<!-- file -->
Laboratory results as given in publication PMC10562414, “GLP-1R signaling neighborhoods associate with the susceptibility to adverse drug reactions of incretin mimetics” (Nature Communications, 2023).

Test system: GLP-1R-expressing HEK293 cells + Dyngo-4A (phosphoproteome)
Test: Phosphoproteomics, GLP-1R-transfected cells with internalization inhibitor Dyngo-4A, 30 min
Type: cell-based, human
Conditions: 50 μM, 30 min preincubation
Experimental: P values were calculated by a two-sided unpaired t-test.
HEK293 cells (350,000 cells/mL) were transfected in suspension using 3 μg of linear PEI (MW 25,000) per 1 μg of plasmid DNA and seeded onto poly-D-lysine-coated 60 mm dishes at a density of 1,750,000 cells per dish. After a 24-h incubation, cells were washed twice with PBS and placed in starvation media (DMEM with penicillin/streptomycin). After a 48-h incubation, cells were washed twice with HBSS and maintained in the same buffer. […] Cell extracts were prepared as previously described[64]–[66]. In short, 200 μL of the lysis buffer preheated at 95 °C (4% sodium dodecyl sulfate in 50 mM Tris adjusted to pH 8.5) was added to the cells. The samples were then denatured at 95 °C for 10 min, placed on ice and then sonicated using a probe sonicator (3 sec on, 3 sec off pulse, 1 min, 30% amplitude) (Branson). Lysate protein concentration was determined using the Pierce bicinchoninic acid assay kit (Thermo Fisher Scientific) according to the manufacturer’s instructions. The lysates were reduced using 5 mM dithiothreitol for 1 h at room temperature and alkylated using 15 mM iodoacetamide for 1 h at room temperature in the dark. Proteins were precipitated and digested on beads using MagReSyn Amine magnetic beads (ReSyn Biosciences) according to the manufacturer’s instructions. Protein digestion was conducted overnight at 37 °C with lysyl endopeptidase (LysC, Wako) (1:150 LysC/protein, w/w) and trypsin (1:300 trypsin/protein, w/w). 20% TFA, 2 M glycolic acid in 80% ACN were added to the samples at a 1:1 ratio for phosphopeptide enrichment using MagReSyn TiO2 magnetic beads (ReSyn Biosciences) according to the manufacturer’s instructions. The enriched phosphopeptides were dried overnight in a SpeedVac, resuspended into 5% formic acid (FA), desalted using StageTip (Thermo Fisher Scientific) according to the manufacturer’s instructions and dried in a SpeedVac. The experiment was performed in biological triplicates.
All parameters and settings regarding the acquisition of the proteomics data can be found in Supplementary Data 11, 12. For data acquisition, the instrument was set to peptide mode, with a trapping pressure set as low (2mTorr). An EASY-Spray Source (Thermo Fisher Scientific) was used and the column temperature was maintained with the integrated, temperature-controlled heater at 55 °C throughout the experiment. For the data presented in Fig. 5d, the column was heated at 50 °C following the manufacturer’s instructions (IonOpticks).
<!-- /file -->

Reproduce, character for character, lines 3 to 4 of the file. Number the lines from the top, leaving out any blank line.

Test: Phosphoproteomics, GLP-1R-transfected cells with internalization inhibitor Dyngo-4A, 30 min
Type: cell-based, human